Successfully challenging the notorious technology denial regime spearheaded by USA, India’s three stage Geosynchronous Satellite Launch Vehicle (GSLV) powered by a home grown upper cryogenic engine stage made it’s successful debut flight on January 5. It took 414 tonne GSLV, whose cryogenic engine upper stage encases around two decades of painstaking efforts by the Indian Space Research Organisation (ISRO), around 17 minues after its flawless lift off from the Satish Dhawan Space Centre (SDSC) , the Indian space port in Sriharikota island, on India’s eastern coast, to insert the GSAT-14 advanced communications satellite into an ‘accurate orbit”. The cryogenic propulsion system is a zealously guarded technology that only five other countries –USA, Russia, China, Japan and European Space Agency(ESA)—have mastered so far. The Rs 3600 million GSLV mission, which has laid a firm foundation for ISRO to build bigger and better launch vehicles, has made India the sixth member of the elite global space league. “This is another major achievement for the GSLV programme and I would say this is an important day for science and technology in the country as 20 years of efforts in realising the cryogenic engine and stage has now fructified,” said a jubilant ISRO Chairman K.Radhakrishnan. Indeed, GSLV is India’s space dream come true.
The three stage, 630 tonne GSLV-MKIII has been designed to carry a 4 tonne plus class satellite into a geostationary transfer orbit. However, in the immediate future, a fully operational GSLV would give India an independent capability to launch INSAT/GSAT satellites that are in 2-2.5 tonne class. This would make for an enormous saving of foreign exchange diverted for procuring the commercial launch service for getting INSAT/GSAT class satellites off the ground. For instance, the country had paid around US $85-90 million (Rs 5000 million) as launch fee for orbiting a satellite weighing 3.5 tonne. On the other hand, a GSLV mission costs just around Rs 2200 million.The cost of GSAT-14 satellite orbited by GSLV was around Rs.1400-million.What is more, India can offer the services of GSLV—like its predecessor four stage Polar Satellite Launch vehicle (PSLV)—on commercial terms for launching the heavier class commercial communications satellites for other countries. And this would reverse the earlier scenario by bringing in the foreign exchange into the Indian kitty. More importantly, in the context of India’s communications, broadcasting and social services sector experiencing an acute shortage of satellite transponder capability, ISRO with GSLV at its disposal can easily shorten the frequency of satellite launches to ‘plug the gap”. On another front, an independent satellite launch capability makes for a sound strategic sense in that it could insulate the country from the uncertainties that the multi billion dollar global space market could face in the future due to shifting political and geo strategic environment.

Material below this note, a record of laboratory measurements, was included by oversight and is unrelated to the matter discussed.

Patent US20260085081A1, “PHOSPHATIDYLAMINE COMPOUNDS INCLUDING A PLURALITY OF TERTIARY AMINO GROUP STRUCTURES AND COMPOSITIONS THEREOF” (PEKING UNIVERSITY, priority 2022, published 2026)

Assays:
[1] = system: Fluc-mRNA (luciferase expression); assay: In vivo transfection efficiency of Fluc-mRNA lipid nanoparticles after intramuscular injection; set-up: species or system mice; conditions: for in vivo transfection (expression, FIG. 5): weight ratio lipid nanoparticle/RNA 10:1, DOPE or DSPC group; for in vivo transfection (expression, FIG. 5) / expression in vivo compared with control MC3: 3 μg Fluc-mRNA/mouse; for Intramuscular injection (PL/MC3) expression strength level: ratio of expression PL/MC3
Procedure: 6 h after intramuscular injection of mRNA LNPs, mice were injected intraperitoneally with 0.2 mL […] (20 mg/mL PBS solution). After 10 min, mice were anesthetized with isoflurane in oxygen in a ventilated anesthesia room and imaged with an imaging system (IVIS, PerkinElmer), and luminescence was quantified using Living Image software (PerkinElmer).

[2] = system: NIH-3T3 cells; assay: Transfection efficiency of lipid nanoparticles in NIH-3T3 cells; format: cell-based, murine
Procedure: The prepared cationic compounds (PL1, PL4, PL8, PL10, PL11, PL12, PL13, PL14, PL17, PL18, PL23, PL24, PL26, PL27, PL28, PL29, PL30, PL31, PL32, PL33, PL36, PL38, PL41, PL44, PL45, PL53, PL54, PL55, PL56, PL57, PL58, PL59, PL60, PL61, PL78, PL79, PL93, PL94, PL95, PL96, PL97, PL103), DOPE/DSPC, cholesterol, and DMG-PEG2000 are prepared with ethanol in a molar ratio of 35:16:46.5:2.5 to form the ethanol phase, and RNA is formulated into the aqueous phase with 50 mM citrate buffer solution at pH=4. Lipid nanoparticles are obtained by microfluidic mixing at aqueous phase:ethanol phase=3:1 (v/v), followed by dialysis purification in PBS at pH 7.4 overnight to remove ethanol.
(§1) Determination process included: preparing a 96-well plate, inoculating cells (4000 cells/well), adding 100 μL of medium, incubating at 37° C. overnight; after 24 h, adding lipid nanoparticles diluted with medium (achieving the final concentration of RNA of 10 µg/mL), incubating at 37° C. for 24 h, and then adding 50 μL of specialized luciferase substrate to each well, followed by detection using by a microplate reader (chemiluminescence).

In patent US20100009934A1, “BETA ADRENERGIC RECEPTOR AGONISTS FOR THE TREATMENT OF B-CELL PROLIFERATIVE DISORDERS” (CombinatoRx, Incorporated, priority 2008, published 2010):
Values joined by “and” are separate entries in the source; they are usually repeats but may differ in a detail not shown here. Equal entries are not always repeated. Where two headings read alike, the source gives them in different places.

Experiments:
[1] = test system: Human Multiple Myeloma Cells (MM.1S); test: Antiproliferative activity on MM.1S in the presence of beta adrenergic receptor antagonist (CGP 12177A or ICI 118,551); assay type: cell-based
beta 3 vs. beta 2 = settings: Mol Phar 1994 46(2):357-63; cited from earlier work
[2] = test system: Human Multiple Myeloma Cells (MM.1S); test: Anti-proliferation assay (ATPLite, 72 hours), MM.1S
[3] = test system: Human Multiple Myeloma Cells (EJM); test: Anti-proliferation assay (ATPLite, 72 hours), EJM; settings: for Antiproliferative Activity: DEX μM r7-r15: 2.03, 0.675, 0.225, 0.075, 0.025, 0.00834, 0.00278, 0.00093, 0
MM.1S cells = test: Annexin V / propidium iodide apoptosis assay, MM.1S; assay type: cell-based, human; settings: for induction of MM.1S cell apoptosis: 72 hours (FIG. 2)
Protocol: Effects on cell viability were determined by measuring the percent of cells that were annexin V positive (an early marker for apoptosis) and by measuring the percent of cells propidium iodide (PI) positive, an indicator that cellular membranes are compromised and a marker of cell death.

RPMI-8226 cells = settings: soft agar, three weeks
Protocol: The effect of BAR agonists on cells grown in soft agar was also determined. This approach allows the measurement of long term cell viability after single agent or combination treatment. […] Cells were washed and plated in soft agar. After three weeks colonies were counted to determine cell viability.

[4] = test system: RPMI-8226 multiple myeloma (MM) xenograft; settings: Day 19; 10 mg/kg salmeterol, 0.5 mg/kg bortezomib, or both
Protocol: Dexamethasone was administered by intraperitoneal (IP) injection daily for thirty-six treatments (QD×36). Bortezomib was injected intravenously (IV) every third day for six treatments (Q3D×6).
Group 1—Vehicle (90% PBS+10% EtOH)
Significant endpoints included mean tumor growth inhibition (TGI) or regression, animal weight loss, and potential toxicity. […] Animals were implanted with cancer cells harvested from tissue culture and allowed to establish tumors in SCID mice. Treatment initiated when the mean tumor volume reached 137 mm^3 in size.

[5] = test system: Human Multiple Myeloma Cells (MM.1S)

In a way, the technological breakthrough that ISRO could achieve with the successful development and deployment of the indigenous cryogenic engine stage is a tribute as Russia succumbing to US pressure to drop the transfer of cryogenic engine technology to India. Under a 1991 agreement that ISRO had signed with the Russian space enterprise Galvkosmos, India was to get to two flight ready cryogenic engine stages along with the relevant technology. However, in 1992 USA stepped in with the ulterior motive of coercing a politically weak Russia into going back on its commitment to transfer the cryogenic technology to India. The argument of USA was that the transfer of dual use system like cryogenic engine technology constitutes the violation of the so called Missile Technology Control Regime(MTCR). But then absurdity of this argument is confirmed by the fact that the cryogenic propulsion is hardly used in a missile system. For the volatile cryogenic fuel cannot be stuffed into a missile in advance with the result that the missile will not be in a position to hit back instantly. Under US pressure, Russia toned down the original agreement, as a face saving device, to pave way for the supply of seven ready to use cryogenic engine stages without any technology transfer.
Interestingly, the performance of the home-grown cryogenic stage that burnt for 12 minutes of the 17 minutes flight of the vehicle was nothing but excellent. In fact, the accuracy rating of this cryogenic engine was such that the GSAT-14 was injected into an orbit with a perigee (lowest point) of 179 km against the calculated value of 180 km. and the apogee (highest point) achieved was off the mark by just 50 kms from 36,000 km. According to ISRO, all the parameter of the cryogenic engine stage including its pressure and turbo pump speed were exactly as predicted. This significant breakthrough in rocket propulsion has once again signalled India’s’ emergence as a technological power hub of the world. .
According to Radhakrishnan, the next flight of GSLV that would put into orbit GSAT-6 communications satellite, will be accomplished within year. Further into the future, there would be a series of GSLV flights that will launch a range of satellites including GSAT-7A, GSAT-9 and GISAT. Incidentally, GSLV is also the vehicle of choice for launching India’s upcoming robotic mission to moon Chandrayaan-II. Radhakrishnan also drove home the point that after one more flight, the GSLV would be used for commercial missions. “After flying one more GSLV, we will be in a position to declare the rocket as commercially operational,” said Radhakrishnan. With as many as fifty missions lined up for launch over the next five years, there is a busy schedule ahead of ISRO for which not even sky seems to be the limit.
(The writer can be contacted at 1921,5th Cross, 2nd Phase JP Nagar, Bangalore-560078)